This is not your great-great grandfather's Dracula.
It's NBC's — and that means in this lush, re-imagined world, the mysterious count made famous in Bram Stoker's 1897 classic now has washboard abs, is posing as an American (vampire) in London, and is a complicated antihero. The new series, which premieres Friday and seems to have shed any lingering gothic inhibitions about sex, blood and gore, stars the brooding Irish actor Jonathan Rhys Meyers.
"I guess it was inevitable with my looks I would be asked to play a vampire one day," Rhys Meyers says with a laugh on the phone from his North London home.
The 36-year-old actor is no stranger to playing long-dead historical characters who suddenly return to life looking better than ever. From 2007 to 2010, he portrayed a decidedly fit, vigorous and boil-free Henry VIII in Showtime's historical drama "The Tudors."
While rarely taking on big-budget historical productions for ongoing series, NBC has to compete in an increasingly Comic-Con-driven universe overrun by witches, vampires and zombies. In fact, NBC executives are hoping the retooled gothic classic will expand the unexpected and durable success they've enjoyed on Friday nights with the fairy-tale drama "Grimm."
"We wanted to reinvent Dracula the way we reinvented Henry VIII at Showtime," says Robert Greenblatt, NBC Entertainment chairman, who previously headed up programming at the premium cable channel.
In the 10-episode series, which was shot in Budapest, Hungary, Dracula pretends to be Alexander Grayson, an American inventor and entrepreneur. Including flashback scenes, Rhys Meyers straddles three characters.
"Vlad is who he is," he says. "Grayson is the mask, a type of Howard Hughes figure, as the American who represents the new world posing a threat to Victorian society, and Dracula is the monster in him that is like an open nerve."
While retaining many of the characters from the Stoker novel, the series gives one of the book's main characters a twist: Van Helsing is friend, not foe. In the opening moments of the series, Van Helsing revives — in a very "Raiders of the Lost Ark" moment — an entombed and decaying Dracula.
Soon the pair band together against a common enemy, the Order of the Dragon, an evil conglomerate bent on political domination and pushing the world's addiction to oil. Not coincidentally this is the same shadowy group that cursed Vlad Tepes and turned him into the vampire Dracula centuries ago. When as Grayson, Dracula makes a splash with a theatrical presentation of wireless electricity, the battle lines are drawn in the cobbled streets of Victorian London.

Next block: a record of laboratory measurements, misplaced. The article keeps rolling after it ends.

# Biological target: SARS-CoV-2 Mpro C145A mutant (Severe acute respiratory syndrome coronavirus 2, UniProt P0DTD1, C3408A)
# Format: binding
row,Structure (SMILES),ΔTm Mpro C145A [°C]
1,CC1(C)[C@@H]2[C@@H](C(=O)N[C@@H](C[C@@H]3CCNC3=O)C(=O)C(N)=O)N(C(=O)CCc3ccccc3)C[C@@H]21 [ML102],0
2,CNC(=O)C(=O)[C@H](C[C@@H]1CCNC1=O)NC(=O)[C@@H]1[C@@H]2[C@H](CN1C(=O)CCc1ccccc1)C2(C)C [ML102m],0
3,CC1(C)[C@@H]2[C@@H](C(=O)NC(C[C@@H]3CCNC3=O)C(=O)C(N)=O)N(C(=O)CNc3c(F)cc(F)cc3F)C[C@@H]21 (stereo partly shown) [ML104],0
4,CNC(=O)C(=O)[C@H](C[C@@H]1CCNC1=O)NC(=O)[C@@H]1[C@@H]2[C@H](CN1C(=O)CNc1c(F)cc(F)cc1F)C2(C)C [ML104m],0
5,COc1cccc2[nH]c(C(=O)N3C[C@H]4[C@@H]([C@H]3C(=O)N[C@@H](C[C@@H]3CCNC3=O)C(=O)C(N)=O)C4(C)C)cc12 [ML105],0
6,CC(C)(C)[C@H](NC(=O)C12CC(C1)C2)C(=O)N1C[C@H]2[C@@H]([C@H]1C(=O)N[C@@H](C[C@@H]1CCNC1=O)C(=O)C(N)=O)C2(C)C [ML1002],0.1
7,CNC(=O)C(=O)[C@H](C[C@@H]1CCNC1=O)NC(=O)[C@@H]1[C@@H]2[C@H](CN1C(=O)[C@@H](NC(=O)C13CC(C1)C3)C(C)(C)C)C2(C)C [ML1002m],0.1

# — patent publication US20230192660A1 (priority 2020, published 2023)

"We loved the idea that a man that lives in the dark is bringing light to the masses," says executive producer Tony Krantz. "We thought this was a fascinating time in society at the birth of the 20th century and gives the story an interesting revenge angle."
Stepping into Dracula's skin wasn't easy, particularly since so many other actors have been there before, says Rhys Meyers, who was glad the part didn't call for capes, bats and a stake through the heart. He did recall, though, a Muppets Count von Count moment when he first tried on the blood-sucking dental ware.
"You do feel a bit ridiculous. It's really hard to speak, and then you find yourself talking with a lisp," he says. "You have to be careful you don't end up sounding like a cliché Count Dracula."
With an Irish lilt and a self-mocking, jovial manner, Rhys Meyers seems very different to the intense characters he so often portrays.
"I think I'm seen as more an antihero or villain. People find something a bit threatening in me. I have quite direct eyes so that lends to the scariness I can portray. It's quite funny, because I am not like that at all — I'm just perceived that way," he says. "I've done some good things and a few knucklehead stupid things in my life, but that brings you experience and what I like to call a world wariness to what I play."
Greenblatt has a long working history with Rhys Meyers that includes the CBS TV movie "Elvis" and then Showtime's "The Tudors."
"I thought Johnny would be perfect because he is compelling and sexy in a way that Dracula needs to be but he also feels 'old world' and modern at the same time," says Greenblatt. "There's no Bela Lugosi to this performance — yes, he needs to be powerful and frightening, but he also brings a vulnerability and haunted quality to the show."
Australian actress Jessica De Gouw (last seen in CW's "Arrow") plays a spiced up Mina Murray, who is now a reincarnation of Dracula's long-dead wife. Naturally, this leads to a complicated triangle as Dracula tries to woo her away from her fiancé and journalist, Jonathan Harker.
Her role, along with other major female characters such as loyal friend Lucy Westenra (played by "Merlin's" Katie McGrath) and Lady Jane (played by Irish actress Victoria Smurfit), vampy socialite and secret vampire hunter, are given a decidedly femme twist.
"It's a very different Mina to the original story," says De Gouw. "She is a brilliant woman — strong, independent and well educated. Making her a medical student makes her much more interesting. I think all the women in the show are relatable modern women, but just in a different world."
Though it may not play to the "Twilight" crowd, Rhys Meyers is still hoping the show will attract audiences with an appetite for good-looking, complex bloodsuckers.
"The original 'Twilight' crowd is getting older now anyway," he says with a laugh. "They've probably put away their Robert Pattinson and Taylor Lautner posters, so they might be looking for something else."
When: 10 p.m. Friday
Rating: TV-14-V (may be unsuitable for children under the age of 14 with an advisory for violence)